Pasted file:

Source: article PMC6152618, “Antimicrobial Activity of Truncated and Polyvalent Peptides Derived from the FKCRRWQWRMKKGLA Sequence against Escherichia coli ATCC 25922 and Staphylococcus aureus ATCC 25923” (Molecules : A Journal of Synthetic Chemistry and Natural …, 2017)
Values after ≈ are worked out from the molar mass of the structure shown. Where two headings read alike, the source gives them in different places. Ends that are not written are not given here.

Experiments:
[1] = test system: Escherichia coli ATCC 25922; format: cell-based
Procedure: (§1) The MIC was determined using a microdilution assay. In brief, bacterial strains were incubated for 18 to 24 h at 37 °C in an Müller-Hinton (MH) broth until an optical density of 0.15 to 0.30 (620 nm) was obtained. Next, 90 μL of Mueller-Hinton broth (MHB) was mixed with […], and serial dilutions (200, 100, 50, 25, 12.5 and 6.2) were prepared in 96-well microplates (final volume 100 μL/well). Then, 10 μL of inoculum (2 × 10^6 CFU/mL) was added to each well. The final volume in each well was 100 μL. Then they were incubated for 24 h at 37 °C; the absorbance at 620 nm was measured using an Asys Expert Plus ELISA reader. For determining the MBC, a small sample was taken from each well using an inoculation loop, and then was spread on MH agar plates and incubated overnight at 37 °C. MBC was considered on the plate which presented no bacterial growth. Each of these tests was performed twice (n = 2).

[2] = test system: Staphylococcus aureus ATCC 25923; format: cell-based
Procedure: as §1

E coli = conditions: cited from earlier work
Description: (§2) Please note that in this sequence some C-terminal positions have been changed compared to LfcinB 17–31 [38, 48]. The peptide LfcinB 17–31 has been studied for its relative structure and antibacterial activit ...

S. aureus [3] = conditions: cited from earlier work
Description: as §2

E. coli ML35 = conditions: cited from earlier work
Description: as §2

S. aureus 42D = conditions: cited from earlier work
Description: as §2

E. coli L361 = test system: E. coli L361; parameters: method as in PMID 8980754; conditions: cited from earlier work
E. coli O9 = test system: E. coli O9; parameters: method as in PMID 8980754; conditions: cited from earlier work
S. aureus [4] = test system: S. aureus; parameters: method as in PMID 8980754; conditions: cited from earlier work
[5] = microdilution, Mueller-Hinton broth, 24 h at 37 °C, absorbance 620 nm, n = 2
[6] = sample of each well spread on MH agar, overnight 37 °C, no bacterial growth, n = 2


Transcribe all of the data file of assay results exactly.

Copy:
Source: article PMC6152618, “Antimicrobial Activity of Truncated and Polyvalent Peptides Derived from the FKCRRWQWRMKKGLA Sequence against Escherichia coli ATCC 25922 and Staphylococcus aureus ATCC 25923” (Molecules : A Journal of Synthetic Chemistry and Natural …, 2017)
Values after ≈ are worked out from the molar mass of the structure shown. Where two headings read alike, the source gives them in different places. Ends that are not written are not given here.

Experiments:
[1] = test system: Escherichia coli ATCC 25922; format: cell-based
Procedure: (§1) The MIC was determined using a microdilution assay. In brief, bacterial strains were incubated for 18 to 24 h at 37 °C in an Müller-Hinton (MH) broth until an optical density of 0.15 to 0.30 (620 nm) was obtained. Next, 90 μL of Mueller-Hinton broth (MHB) was mixed with […], and serial dilutions (200, 100, 50, 25, 12.5 and 6.2) were prepared in 96-well microplates (final volume 100 μL/well). Then, 10 μL of inoculum (2 × 10^6 CFU/mL) was added to each well. The final volume in each well was 100 μL. Then they were incubated for 24 h at 37 °C; the absorbance at 620 nm was measured using an Asys Expert Plus ELISA reader. For determining the MBC, a small sample was taken from each well using an inoculation loop, and then was spread on MH agar plates and incubated overnight at 37 °C. MBC was considered on the plate which presented no bacterial growth. Each of these tests was performed twice (n = 2).

[2] = test system: Staphylococcus aureus ATCC 25923; format: cell-based
Procedure: as §1

E coli = conditions: cited from earlier work
Description: (§2) Please note that in this sequence some C-terminal positions have been changed compared to LfcinB 17–31 [38, 48]. The peptide LfcinB 17–31 has been studied for its relative structure and antibacterial activit ...

S. aureus [3] = conditions: cited from earlier work
Description: as §2

E. coli ML35 = conditions: cited from earlier work
Description: as §2

S. aureus 42D = conditions: cited from earlier work
Description: as §2

E. coli L361 = test system: E. coli L361; parameters: method as in PMID 8980754; conditions: cited from earlier work
E. coli O9 = test system: E. coli O9; parameters: method as in PMID 8980754; conditions: cited from earlier work
S. aureus [4] = test system: S. aureus; parameters: method as in PMID 8980754; conditions: cited from earlier work
[5] = microdilution, Mueller-Hinton broth, 24 h at 37 °C, absorbance 620 nm, n = 2
[6] = sample of each well spread on MH agar, overnight 37 °C, no bacterial growth, n = 2